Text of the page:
6/10/2016 | 6:57:28 PM
Re: Surprised
There's a flying car patent dating back to 1959, Zee.Aero has filed a series of patents applications where   we can see the kind of flying car designs that they have experimented with.  Bloomberg reported that the company is reworking the designs into something "simplier and more conventional-looking" but if you Google "Zee.Aero patenet diagrams" you will get an idea of what to expect.
User Rank: Ninja
6/10/2016 | 2:33:19 PM
Re: Nuts!

@jastroff   Hear, hear !  Which proves once again, becoming a tech Billionaire has nothing to do with being an intellectual.   Right place at the right time is all most of them have going for themselves.

User Rank: Ninja
6/10/2016 | 2:03:00 PM
Re: Nuts!
A few of the Tech Billionaires are using their money to make their childhood dreams a reality, i.e., flying cars. Too bad they are more George Jetson than Albert Schweitzer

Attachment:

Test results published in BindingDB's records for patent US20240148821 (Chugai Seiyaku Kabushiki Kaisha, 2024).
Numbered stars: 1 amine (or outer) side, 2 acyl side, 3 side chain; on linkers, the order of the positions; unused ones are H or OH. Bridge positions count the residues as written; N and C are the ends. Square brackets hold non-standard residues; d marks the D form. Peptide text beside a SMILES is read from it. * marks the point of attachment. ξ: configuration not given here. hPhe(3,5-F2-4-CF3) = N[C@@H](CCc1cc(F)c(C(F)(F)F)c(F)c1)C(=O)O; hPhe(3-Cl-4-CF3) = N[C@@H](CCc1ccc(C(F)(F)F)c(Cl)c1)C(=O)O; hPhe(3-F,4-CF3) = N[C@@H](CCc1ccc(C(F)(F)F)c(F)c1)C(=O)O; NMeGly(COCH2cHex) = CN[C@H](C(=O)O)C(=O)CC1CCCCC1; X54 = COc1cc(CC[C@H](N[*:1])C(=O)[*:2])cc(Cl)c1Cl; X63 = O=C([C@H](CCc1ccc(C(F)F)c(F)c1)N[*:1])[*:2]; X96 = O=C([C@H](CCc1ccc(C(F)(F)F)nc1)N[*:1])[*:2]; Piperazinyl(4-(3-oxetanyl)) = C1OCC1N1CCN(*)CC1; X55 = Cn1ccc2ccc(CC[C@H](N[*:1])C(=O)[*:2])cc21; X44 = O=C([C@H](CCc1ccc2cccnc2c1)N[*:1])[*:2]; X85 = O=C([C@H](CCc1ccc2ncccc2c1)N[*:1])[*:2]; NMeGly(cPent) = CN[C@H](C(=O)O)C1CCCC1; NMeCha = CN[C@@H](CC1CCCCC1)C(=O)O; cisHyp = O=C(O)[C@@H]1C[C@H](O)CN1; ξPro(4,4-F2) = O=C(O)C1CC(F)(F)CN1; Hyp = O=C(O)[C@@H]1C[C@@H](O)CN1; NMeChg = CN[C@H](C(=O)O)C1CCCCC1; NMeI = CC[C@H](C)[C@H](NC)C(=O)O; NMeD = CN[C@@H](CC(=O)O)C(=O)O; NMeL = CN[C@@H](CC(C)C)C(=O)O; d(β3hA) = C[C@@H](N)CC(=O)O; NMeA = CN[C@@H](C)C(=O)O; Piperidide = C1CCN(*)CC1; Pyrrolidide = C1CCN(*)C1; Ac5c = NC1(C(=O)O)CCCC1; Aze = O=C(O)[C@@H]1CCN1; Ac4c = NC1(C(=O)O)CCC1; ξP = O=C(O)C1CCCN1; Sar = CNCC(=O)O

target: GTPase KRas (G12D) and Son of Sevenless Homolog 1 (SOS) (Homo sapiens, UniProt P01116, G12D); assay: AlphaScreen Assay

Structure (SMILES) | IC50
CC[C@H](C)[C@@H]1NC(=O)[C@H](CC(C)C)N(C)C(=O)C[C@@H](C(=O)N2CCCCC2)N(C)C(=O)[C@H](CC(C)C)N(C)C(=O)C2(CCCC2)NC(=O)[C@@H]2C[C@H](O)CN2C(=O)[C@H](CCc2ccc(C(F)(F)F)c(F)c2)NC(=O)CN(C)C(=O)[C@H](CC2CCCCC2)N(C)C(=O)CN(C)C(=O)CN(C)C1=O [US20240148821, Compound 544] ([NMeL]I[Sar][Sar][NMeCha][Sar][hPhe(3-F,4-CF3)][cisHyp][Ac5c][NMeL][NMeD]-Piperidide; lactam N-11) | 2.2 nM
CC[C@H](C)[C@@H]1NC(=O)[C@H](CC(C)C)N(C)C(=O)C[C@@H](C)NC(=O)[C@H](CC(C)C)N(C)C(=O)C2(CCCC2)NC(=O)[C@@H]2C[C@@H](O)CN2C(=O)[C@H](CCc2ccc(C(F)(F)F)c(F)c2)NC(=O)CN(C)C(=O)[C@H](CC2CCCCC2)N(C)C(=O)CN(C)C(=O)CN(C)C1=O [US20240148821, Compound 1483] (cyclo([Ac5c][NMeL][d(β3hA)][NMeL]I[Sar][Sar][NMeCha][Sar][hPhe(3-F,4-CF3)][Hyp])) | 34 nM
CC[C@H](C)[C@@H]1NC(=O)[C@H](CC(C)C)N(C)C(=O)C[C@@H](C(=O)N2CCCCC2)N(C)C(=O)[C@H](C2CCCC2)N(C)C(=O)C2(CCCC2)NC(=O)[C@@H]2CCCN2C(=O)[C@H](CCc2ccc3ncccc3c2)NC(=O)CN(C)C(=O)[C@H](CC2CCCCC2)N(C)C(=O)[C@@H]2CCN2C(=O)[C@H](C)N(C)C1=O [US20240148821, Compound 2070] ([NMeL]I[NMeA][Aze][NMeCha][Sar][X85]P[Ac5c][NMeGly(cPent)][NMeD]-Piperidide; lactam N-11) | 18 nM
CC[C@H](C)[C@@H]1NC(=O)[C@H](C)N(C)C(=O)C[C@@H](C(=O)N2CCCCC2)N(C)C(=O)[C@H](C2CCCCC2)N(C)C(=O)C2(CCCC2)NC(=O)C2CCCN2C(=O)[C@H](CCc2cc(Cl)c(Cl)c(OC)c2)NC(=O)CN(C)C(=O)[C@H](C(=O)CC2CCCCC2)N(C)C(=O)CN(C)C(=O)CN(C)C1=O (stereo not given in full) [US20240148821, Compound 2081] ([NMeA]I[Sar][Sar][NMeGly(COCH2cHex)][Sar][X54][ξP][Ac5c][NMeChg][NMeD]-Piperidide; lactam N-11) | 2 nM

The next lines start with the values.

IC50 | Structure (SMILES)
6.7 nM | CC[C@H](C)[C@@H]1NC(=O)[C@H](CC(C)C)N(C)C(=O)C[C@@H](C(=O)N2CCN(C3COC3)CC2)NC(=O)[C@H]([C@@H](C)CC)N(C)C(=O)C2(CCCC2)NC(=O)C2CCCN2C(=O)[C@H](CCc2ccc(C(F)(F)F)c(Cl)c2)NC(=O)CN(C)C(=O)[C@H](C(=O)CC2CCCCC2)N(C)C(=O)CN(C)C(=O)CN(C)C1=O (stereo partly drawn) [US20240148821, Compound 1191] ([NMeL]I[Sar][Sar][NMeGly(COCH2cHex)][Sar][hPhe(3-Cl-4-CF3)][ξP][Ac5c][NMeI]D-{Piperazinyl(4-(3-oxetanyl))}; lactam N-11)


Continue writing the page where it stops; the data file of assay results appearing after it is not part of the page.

User Rank: Ninja
6/10/2016 | 7:33:36 AM
I'm really surprised flying cars are getting such a push. I thought after the failings of the Moller Skycar this is something that was just going to go away. 

If we get automated self driving cars, self flying isn't that impossible to imagine - especially as taxis. They could drive themselves and just fly over jams.

Sounds like paradise. 
Charlie Babcock
Charlie Babcock,
User Rank: Author
6/9/2016 | 2:43:03 PM
If you don't like flying cars, how about self-flying vehicles?
Melgross, your objections will be even more relevant when Google launches "self-flying" cars. Let's hope they don't use Apple Maps as a fallback, in case of Google Maps failure. The disparities between the two can be confusing and they often offer conflicting routes. 
User Rank: Ninja
6/9/2016 | 12:40:57 PM
Flying cars now? Seriously? This is a nutty idea. A flying car will need to be approved by the FAA. This isn't a simple thing. They will also be very expensive. The few that have been designed all cost over $250, 000. So newer designs and materials will bring that price down, but they will still cost over $100,000. Possibly a lot more. And where are these going to be used? Certainly not in a city. The last thing we need is crashes of flying cars.